This November, The Rosetta Project was awarded access to staff and facilities at Lawrence Berkeley National Lab to develop a wearable version of the Rosetta Disk. The successful proposal, titled “The Rosetta Disk – An Exploration into Very Long-term Archiving” focused on the need for access to high-powered microscopes and imaging technology available at the Lab to prepare and evaluate components of a new Rosetta Disk prototype. The user program will provide Rosetta Project staff access to the Molecular Foundry, Advanced Light Source, and National Center for Electron Microscopy.
The new version of the Rosetta Disk currently under development uses a similar manufacturing process as the first edition of the Rosetta Disk, with the resulting archive being microscopically formed in nickel and readable with 1000x magnification or less. The main difference is that the final archive is about 2 centimeters in diameter, making it a size that could comfortably be worn on the human body. Given the new process is reliable, fast, and less expensive than the one used for the original Rosetta Disk prototypes, it is the first version of the Disk that could potentially meet the long-desired goal of broad dissemination, in keeping with the long-term archiving strategy of LOCKSS (“lots of copies keeps stuff safe”).
Although the new, smaller size of the disk is an advantage, it imposes a new constraint of having less surface space that the archive contents can occupy. If we keep the information or “pages” in the archive at the size where they can be read with 1000x magnification, we can fit 1000 or fewer of them on the disk. The original Rosetta Disk has over 1,500 languages and 13,000 pages of information, so this means we must include fewer languages, fewer pages for each language, or some combination of the two. Yet constraints breed creativity, and we have chosen to meet this new challenge by slightly altering the contents that will go on the wearable Rosetta Disk.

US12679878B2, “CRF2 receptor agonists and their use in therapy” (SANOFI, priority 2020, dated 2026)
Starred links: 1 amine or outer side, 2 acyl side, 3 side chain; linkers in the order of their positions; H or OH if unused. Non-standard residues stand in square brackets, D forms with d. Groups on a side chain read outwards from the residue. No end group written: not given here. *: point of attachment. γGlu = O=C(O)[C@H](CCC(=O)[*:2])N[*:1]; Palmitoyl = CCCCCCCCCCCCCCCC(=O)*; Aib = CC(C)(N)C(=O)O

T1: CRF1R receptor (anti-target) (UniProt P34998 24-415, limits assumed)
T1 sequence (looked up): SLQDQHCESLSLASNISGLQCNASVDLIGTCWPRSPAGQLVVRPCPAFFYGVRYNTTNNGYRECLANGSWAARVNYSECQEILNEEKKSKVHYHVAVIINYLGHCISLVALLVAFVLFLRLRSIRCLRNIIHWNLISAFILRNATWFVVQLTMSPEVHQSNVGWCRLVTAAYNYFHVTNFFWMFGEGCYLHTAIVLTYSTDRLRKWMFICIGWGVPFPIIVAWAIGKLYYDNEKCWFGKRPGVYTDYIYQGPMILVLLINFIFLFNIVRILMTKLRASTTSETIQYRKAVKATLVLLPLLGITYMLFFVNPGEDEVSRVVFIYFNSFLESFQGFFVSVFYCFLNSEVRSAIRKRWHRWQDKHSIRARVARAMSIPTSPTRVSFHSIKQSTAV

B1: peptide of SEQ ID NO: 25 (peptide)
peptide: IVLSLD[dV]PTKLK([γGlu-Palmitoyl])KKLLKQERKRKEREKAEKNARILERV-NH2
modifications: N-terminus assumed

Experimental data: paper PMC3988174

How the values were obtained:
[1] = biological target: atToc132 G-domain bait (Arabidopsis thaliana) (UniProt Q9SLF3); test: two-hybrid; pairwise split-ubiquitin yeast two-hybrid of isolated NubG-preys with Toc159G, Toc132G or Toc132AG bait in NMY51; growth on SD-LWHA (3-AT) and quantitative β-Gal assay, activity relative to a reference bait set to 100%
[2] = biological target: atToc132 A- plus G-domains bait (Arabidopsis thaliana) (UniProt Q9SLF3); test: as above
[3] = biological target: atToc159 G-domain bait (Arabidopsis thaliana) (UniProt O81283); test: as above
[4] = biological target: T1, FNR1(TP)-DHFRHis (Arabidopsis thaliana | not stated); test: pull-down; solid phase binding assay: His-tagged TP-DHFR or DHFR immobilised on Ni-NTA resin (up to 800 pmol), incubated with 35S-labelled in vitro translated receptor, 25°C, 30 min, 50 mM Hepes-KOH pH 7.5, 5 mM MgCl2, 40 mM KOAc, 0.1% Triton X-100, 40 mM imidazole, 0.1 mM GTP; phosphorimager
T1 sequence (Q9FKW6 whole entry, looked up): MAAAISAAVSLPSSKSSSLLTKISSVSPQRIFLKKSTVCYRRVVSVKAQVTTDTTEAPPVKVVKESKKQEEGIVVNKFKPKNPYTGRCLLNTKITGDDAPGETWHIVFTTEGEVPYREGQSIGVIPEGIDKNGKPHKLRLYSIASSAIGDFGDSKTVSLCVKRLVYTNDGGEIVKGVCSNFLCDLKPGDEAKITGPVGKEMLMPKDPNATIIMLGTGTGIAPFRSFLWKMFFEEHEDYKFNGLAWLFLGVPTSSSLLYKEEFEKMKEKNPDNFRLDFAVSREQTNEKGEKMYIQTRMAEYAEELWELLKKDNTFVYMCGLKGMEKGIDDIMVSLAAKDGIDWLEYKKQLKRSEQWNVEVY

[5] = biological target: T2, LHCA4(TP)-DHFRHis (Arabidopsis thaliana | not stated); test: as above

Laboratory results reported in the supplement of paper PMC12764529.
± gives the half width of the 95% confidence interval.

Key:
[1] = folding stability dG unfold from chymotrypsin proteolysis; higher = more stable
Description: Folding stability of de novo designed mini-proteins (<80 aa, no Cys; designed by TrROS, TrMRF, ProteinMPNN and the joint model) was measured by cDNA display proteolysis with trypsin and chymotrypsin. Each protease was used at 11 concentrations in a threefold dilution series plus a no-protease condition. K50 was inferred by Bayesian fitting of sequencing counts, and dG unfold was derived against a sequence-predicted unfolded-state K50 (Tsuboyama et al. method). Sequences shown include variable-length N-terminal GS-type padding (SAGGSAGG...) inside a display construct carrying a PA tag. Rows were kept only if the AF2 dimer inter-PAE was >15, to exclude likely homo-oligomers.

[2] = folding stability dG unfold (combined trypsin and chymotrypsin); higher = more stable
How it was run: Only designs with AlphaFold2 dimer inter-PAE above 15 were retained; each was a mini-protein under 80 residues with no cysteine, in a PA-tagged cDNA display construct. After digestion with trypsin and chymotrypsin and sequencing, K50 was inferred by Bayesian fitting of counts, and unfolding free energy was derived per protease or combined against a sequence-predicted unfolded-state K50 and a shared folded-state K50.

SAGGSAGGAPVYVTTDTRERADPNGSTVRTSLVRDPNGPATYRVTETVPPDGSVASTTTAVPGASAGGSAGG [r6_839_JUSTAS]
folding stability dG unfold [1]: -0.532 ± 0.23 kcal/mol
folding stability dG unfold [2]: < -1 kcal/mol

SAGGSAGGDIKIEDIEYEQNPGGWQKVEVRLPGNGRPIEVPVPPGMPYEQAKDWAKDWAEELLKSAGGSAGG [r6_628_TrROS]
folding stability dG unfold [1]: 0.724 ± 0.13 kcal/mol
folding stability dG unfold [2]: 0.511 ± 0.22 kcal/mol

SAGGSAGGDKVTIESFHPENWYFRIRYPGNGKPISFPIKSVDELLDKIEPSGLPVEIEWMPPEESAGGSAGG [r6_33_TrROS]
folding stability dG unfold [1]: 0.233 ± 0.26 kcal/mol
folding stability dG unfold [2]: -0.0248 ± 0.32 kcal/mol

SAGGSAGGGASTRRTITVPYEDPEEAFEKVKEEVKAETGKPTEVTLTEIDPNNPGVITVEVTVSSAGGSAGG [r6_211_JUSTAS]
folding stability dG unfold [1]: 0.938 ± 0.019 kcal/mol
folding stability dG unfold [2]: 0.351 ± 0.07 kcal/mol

The contents will be in keeping with the original Rosetta Disk in that they will be represent many of the world’s human languages. The contents will also be parallel, that is, the same information for each language. The two main kinds of content will be a parallel text and parallel vocabulary list. The text we have chosen is the Universal Declaration of Human Rights (“UDHR”), which is available in over 300 languages, and the parallel vocabulary will be Swadesh lists compiled by Long Now’s PanLex Project. The vocabularies will be chosen to match the texts as nearly as we can.
In a major departure from how the contents of the original Rosetta collection were assembled, the Universal Declaration and PanLex data are all “born digital”. This means we have a lot of control over font and font size, but this entails making choices. Our goal will be to maximize the amount of language content on the disk while preserving maximum legibility. This is where access to the Lab microscopes and imaging equipment will be especially helpful.
Another advantage to having “born digital” material is we can make the contents of the wearable Rosetta Disk available as open digital data as well as a physical artifact. We hope this will allow for all kinds of interesting experimentation in the archival longevity of both forms. The Universal Declaration of Human Rights collection we will be using are all available in Unicode, which is a much preferred long-term format, and the PanLex Swadesh lists are now part of the Natural Language Toolkit collection and available as a corpus for computational tinkering.
The 1000x magnification required to read the Rosetta Disk is vastly lower than what is capable with the resources of Lawrence Berkeley Lab, which in addition to a vast array of imaging equipment operates the most powerful microscope in the world (TEAM I, left). Nonetheless, access to higher power equipment will allow us to prepare the content that will go on the disk, evaluate the longevity of the materials we are choosing to use, and to explore new methods to protect the disk surface from environmental damage as well as direct contact with human skin (many people – myself included – are sensitive to nickel).
An aspirational goal of the project is to develop long-term relationships with the staff and scientists at the Lab who have interest in exploring new materials and methods for long-term archiving. Some intriguing new possibilities have already emerged from early discussions (hint: think color!). These may allow us to radically change not only how we archive, but what we are able to archive for the long-term as well. And while new archival technologies are evolving rapidly, what seems steadfast and applicable to all of them are the strategies for long-term archiving long articulated by The Rosetta Project, and both explored and practiced in its Rosetta Disk.
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